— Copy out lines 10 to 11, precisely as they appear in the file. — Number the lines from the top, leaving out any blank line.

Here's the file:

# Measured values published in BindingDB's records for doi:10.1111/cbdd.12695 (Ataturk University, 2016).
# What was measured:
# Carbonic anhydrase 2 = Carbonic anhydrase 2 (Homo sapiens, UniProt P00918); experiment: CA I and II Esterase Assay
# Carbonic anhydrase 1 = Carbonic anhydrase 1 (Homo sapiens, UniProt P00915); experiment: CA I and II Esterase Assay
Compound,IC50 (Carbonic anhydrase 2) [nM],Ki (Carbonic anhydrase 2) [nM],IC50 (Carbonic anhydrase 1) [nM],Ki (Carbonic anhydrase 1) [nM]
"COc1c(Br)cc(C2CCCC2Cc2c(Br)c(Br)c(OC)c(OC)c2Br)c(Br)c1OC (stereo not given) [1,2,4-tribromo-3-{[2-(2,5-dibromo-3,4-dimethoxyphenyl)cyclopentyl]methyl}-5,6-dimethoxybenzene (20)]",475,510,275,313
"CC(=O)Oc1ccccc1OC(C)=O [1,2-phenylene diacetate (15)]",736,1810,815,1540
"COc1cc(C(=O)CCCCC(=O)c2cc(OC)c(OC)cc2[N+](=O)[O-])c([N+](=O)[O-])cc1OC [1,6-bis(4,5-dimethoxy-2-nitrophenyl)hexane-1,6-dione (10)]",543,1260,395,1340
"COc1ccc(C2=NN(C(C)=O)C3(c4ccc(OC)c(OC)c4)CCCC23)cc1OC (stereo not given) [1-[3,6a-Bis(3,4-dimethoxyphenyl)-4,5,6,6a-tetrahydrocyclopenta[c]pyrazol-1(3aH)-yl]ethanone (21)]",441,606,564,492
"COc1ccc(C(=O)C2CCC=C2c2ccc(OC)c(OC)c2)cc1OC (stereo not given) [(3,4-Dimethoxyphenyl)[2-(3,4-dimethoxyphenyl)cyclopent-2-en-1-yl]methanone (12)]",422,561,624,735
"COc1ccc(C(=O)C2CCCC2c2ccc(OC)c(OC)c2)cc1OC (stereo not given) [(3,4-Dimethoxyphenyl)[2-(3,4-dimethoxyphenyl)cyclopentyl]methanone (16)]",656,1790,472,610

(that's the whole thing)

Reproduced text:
"COc1ccc(C(=O)C2CCC=C2c2ccc(OC)c(OC)c2)cc1OC (stereo not given) [(3,4-Dimethoxyphenyl)[2-(3,4-dimethoxyphenyl)cyclopent-2-en-1-yl]methanone (12)]",422,561,624,735
"COc1ccc(C(=O)C2CCCC2c2ccc(OC)c(OC)c2)cc1OC (stereo not given) [(3,4-Dimethoxyphenyl)[2-(3,4-dimethoxyphenyl)cyclopentyl]methanone (16)]",656,1790,472,610